I was asked to deliver a presentation to the Scientific Archivists Group conference in Nice on “Electronic Signatures”. This group tends to focus on the needs of regulated industries but also covers other areas.
It was an interesting talk… I realised I needed to give a high-level overview avoiding the deeply technical stuff, but as I wrote it I realised it was the human dimension that mattered most. Which is where I ended up.
This is a good story on the problems of proprietary file formats, which has a happy ending but only through what appears to be days of effort and some Open Source tools.
I really don’t know why customers put up with vendors shipping undocumented private file formats. It just locks up your data.
Purchasing should be requiring Open File Formats for any piece of software that is purchased – it should be an absolute corporate mandate. Sadly the purchasing playbook has yet to get a section on probably one of the most business-critical aspects of scientific computing.
Not all of the “Stuff” sloshing around the lab is the same, and distinguishing between them helps tease out the best place to store things. We use a simple Triangle Diagram (originally proposed by John Trigg of PhaseFour which really just tries to point out that stuff is related, but it’s at different levels of abstraction:
It is quite hard to draw definite lines around things, but I think most people can appreciate that a raw data dump from an instrument is somewhat different from a report to management, or that an experimental write up in word is different from some tabular data in a spreadsheet. The differences between the levels come out in:
- The software that’s used to read the file and interpret the content. Some will require very specific software (e.g. from an instrument vendor), but a PDF or text file can be read by many different things.
- Who might be interested in the data. Again, some files are useful to anyone (for example, a report) but some only useful to certain people with specific training.
- How long your company might want to keep the data, and indeed how long you are realistically able to keep the data. Typically the lower you go, the harder it is to keep something, so if you feel it’s business critical you really need to pay attention to the formats used.
This differentiation can really help in ELN System design. Partly it draws your attention to what needs to be stored in the ELN (typically the “Experiment” write up level), and what can be left in systems e.g. a database or a file server, which can be pointed to from the ELN.
Not everything needs to be stored in the ELN, and indeed it would be unrealistic to expect to be able to do so. The important thing is common keys so you can offer the user a link to more information, and the advent of web-based systems has made this level of “integration” so trivial one sometimes feels a bit of fraud describing it as such.
By building on the storage tools you have in place, and focusing an ELN on Experiments, the resulting system is cheap to run, costs little to acquire, and results in little disruption to existing practices.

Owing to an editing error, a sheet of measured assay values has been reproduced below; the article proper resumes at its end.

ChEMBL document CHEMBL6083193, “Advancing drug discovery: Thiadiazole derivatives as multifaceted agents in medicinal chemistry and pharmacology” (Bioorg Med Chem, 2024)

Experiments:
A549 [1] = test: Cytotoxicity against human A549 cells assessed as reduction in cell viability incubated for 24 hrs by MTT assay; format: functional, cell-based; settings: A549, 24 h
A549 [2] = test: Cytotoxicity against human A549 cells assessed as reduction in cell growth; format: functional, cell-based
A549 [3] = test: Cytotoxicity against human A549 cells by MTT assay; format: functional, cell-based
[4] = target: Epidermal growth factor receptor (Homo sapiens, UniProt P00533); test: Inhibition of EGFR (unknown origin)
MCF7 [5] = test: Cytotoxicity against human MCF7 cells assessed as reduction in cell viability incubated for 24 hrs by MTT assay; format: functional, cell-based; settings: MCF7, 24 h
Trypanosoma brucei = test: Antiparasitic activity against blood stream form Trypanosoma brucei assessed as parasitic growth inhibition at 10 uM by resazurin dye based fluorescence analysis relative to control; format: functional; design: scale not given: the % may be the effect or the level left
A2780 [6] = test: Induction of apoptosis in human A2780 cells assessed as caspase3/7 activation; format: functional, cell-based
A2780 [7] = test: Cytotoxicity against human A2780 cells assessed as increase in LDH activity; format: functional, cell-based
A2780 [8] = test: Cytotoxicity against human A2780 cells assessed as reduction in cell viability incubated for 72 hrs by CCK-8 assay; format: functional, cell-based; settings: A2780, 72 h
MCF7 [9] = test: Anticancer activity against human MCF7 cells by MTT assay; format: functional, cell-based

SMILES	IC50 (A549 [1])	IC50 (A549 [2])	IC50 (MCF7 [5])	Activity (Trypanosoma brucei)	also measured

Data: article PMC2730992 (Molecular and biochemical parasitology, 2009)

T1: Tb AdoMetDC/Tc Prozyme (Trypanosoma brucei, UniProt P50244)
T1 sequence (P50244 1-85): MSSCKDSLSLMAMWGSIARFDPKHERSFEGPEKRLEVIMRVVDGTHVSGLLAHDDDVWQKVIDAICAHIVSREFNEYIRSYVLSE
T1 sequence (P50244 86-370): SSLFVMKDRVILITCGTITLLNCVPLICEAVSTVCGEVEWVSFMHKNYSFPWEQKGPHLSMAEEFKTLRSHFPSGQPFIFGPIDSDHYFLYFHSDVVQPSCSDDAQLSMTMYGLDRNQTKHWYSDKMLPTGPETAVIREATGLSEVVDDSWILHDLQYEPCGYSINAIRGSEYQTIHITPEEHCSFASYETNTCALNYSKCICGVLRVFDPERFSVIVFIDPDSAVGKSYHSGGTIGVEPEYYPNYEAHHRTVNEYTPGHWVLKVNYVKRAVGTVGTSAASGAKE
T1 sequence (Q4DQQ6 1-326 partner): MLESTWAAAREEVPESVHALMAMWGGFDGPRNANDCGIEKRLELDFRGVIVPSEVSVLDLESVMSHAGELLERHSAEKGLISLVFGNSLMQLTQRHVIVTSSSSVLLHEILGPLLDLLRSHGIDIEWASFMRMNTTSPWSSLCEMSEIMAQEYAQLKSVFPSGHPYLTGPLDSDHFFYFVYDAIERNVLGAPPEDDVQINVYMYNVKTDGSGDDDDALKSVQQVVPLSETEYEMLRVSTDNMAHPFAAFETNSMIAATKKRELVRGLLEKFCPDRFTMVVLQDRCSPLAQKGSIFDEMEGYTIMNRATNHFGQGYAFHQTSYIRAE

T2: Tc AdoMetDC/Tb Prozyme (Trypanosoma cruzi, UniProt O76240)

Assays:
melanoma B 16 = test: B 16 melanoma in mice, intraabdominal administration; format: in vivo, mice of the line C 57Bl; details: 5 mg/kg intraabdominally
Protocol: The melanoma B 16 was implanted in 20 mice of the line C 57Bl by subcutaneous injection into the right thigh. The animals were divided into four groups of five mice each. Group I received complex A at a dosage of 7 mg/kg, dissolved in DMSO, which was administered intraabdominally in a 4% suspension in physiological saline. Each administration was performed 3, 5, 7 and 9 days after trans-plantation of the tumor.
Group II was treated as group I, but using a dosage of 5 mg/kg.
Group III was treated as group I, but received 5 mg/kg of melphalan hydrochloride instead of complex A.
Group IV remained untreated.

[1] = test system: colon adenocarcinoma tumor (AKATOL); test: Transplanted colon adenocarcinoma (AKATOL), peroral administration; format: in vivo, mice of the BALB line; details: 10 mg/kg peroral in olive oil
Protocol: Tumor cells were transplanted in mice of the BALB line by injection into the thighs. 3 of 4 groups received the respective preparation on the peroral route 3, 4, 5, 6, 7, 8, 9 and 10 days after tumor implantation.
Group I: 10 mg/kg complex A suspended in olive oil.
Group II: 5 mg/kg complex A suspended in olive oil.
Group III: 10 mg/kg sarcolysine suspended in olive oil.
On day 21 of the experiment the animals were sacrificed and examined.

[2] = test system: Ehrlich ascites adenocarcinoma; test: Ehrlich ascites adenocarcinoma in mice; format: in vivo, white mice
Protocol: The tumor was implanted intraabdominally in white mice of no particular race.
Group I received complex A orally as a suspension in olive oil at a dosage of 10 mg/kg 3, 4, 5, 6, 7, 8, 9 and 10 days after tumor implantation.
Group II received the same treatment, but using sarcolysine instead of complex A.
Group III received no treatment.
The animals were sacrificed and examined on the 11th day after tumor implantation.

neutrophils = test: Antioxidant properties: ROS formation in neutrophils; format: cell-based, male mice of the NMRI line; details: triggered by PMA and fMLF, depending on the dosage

You can read the final part of this series here.
This is a good post showing the problems of “Standards” and how they aren’t necessarily a guarantee of any kind of interoperability.
Standards can not force a vendor to be interoperable. If a vendor wishes deliberately to withhold interoperability from the market, then they will always be able to do so, and, in most cases, devise an excuse using the text of the standard as a scapegoat.
You can’t rely on any representations about a “standard” unless there’s clear evidence of different implementations working together.
This really matters for ELNs, for two reasons:
- Your data is locked up in the ELN unless you know you have proved you can get it out.
- The need for long term (typically 30+) access to proof of experimental activity for Patent purposes means you can’t rely on any of the existing vendors being around, or the software you are currently using being functional.
We recommend that customers reassure themselves before they purchase any ELN product that they can get the data they need out into some suitable format – you have leverage with your supplier before you purchase, after that you’re locked in. I am amazed how many customers are aggressive about price discounts etc. but don’t look carefully at the “open data” situation – which is surely much more important than a 3% cost saving on the license price.
There are a number of ELNs around at the moment which can’t reliably create a PDF of the experiment. To some extent it’s a hard problem, but my concern is the “How do we get our data out” is answered with a wave of the hand and “You can just export to PDF” and everyone takes that at face value. In fact in some cases the PDF export facility is unreliable, doesn’t contain all the data, and can’t be automated! Buyer beware…
In terms of picking good “standards” we prefer published, straightforward, and well-used file formats. In our case that currently means XML and PDF/A, both of which are very open and used extensively by a wide range of software.
We’ve updated the PatentSafe Repository Checker script, and importantly released it under an Open Source license (the GPL) which means anyone can check the integrity of a PatentSafe repository.
The project is on GitHub – here’s the project’s GitHub page.
The checker script is a completely separate implementation of the signature and repository code, and is a useful way for anyone – Amphora customer or not – to check that things are OK with their data.
An important part of PatentSafe’s value is that it creates an open repository which you can read and take in to court without needing any additional software from Amphora. Everything is completely open as standard, no need for a complicated export step, or any software except a PDF reader, a text reader, and OpenSSL. The open release of the checker script is just part of this.